In recent years, an electric water pump has become the go-to for modern cooling systems. Using an electric water pump over a belt-driven pump has allowed BMW's engineers to simplify engine maintenance and cut costs. Less time spent in the shop means more money and more time on the road for the owner.
The electric pump also introduced a self bleeding procedure to the vehicle, turning the tedious task of bleeding the system into one you won't ever have to think about. Bleeding the cooling system on previous generations of BMW proved to be tricky at best. It was common to get air pockets stuck inside the engines, leading to cooling issues. However, the self- bleeding procedure introduced on the F30 chassis eliminates any trouble you may have bleeding the system.
Steps to bleed a BMW cooling system
Any time you drain the cooling system, or it's opened anywhere other than the expansion tank, you should bleed the system. Bleeding the system will ensure that no air pockets exist and the coolant can do its job properly. Because it's an electric pump, a strong battery is necessary for the bleeding process. The BMW service manual recommends that a battery charger be hooked up during the process, though we completed it without one.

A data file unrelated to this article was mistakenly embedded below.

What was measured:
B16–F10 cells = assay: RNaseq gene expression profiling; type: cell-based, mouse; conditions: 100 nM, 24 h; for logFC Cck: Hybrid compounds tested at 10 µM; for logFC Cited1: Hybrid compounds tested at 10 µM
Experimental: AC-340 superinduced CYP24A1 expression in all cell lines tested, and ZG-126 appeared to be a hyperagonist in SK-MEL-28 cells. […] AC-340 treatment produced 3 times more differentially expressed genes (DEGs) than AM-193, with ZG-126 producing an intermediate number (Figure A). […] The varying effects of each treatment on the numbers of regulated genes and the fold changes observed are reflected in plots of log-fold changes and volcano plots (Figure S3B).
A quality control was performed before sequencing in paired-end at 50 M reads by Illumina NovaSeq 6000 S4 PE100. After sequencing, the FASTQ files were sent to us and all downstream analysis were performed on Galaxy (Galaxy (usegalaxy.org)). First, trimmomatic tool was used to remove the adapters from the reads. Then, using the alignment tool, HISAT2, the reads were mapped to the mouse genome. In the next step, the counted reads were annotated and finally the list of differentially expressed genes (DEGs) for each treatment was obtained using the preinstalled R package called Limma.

To initiate the self bleeding procedure:
Have the key with you and get into the driver's seat.
Press the start button once to put the ignition into accessory mode.
Set the heater to max temp and the fans to their lowest setting.
After that, depress the accelerator pedal for about ten seconds to start the bleeding. You'll know the process has begun when you hear the coolant moving inside the engine and radiator. Once the process has started, leave the car be for 8-10 minutes. After that, the process will be complete, and you'll be ready to drive with a fully bled cooling system.